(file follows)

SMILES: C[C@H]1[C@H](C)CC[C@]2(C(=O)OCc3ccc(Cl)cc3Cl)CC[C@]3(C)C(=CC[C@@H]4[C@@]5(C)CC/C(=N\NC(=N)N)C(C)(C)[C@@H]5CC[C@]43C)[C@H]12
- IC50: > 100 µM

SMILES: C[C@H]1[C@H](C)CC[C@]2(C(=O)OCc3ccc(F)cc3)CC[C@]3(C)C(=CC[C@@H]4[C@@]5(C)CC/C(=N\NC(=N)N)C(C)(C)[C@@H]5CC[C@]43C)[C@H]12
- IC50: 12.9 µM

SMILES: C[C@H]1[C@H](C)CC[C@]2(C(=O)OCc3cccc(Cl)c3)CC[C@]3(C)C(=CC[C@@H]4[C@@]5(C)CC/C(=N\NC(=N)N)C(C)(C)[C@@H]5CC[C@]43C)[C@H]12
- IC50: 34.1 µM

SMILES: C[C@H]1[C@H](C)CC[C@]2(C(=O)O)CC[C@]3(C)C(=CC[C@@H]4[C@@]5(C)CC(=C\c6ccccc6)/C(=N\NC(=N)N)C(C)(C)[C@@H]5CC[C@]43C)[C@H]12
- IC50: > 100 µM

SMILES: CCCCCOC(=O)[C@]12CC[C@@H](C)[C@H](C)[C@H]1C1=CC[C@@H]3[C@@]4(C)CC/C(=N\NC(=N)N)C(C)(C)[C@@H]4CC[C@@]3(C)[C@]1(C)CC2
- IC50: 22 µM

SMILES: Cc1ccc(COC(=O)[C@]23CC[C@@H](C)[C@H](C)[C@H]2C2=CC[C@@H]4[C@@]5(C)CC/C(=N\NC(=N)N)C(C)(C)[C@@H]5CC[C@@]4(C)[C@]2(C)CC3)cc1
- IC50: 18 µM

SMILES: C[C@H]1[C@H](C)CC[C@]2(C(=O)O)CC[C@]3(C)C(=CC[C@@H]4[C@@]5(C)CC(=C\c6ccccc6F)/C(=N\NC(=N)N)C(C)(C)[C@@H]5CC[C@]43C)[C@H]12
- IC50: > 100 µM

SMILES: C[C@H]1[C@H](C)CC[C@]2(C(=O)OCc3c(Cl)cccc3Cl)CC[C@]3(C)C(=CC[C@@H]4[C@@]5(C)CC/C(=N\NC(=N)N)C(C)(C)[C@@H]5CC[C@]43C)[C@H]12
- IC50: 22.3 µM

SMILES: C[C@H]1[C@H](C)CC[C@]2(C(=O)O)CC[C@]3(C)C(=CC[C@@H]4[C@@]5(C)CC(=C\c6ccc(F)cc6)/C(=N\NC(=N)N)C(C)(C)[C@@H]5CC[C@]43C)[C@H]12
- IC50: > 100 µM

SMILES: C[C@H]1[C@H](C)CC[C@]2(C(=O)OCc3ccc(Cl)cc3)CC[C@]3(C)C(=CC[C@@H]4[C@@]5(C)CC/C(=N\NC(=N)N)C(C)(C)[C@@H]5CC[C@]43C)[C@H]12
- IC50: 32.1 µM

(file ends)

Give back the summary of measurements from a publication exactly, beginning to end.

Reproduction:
SMILES: C[C@H]1[C@H](C)CC[C@]2(C(=O)OCc3ccc(Cl)cc3Cl)CC[C@]3(C)C(=CC[C@@H]4[C@@]5(C)CC/C(=N\NC(=N)N)C(C)(C)[C@@H]5CC[C@]43C)[C@H]12
- IC50: > 100 µM

SMILES: C[C@H]1[C@H](C)CC[C@]2(C(=O)OCc3ccc(F)cc3)CC[C@]3(C)C(=CC[C@@H]4[C@@]5(C)CC/C(=N\NC(=N)N)C(C)(C)[C@@H]5CC[C@]43C)[C@H]12
- IC50: 12.9 µM

SMILES: C[C@H]1[C@H](C)CC[C@]2(C(=O)OCc3cccc(Cl)c3)CC[C@]3(C)C(=CC[C@@H]4[C@@]5(C)CC/C(=N\NC(=N)N)C(C)(C)[C@@H]5CC[C@]43C)[C@H]12
- IC50: 34.1 µM

SMILES: C[C@H]1[C@H](C)CC[C@]2(C(=O)O)CC[C@]3(C)C(=CC[C@@H]4[C@@]5(C)CC(=C\c6ccccc6)/C(=N\NC(=N)N)C(C)(C)[C@@H]5CC[C@]43C)[C@H]12
- IC50: > 100 µM

SMILES: CCCCCOC(=O)[C@]12CC[C@@H](C)[C@H](C)[C@H]1C1=CC[C@@H]3[C@@]4(C)CC/C(=N\NC(=N)N)C(C)(C)[C@@H]4CC[C@@]3(C)[C@]1(C)CC2
- IC50: 22 µM

SMILES: Cc1ccc(COC(=O)[C@]23CC[C@@H](C)[C@H](C)[C@H]2C2=CC[C@@H]4[C@@]5(C)CC/C(=N\NC(=N)N)C(C)(C)[C@@H]5CC[C@@]4(C)[C@]2(C)CC3)cc1
- IC50: 18 µM

SMILES: C[C@H]1[C@H](C)CC[C@]2(C(=O)O)CC[C@]3(C)C(=CC[C@@H]4[C@@]5(C)CC(=C\c6ccccc6F)/C(=N\NC(=N)N)C(C)(C)[C@@H]5CC[C@]43C)[C@H]12
- IC50: > 100 µM

SMILES: C[C@H]1[C@H](C)CC[C@]2(C(=O)OCc3c(Cl)cccc3Cl)CC[C@]3(C)C(=CC[C@@H]4[C@@]5(C)CC/C(=N\NC(=N)N)C(C)(C)[C@@H]5CC[C@]43C)[C@H]12
- IC50: 22.3 µM

SMILES: C[C@H]1[C@H](C)CC[C@]2(C(=O)O)CC[C@]3(C)C(=CC[C@@H]4[C@@]5(C)CC(=C\c6ccc(F)cc6)/C(=N\NC(=N)N)C(C)(C)[C@@H]5CC[C@]43C)[C@H]12
- IC50: > 100 µM

SMILES: C[C@H]1[C@H](C)CC[C@]2(C(=O)OCc3ccc(Cl)cc3)CC[C@]3(C)C(=CC[C@@H]4[C@@]5(C)CC/C(=N\NC(=N)N)C(C)(C)[C@@H]5CC[C@]43C)[C@H]12
- IC50: 32.1 µM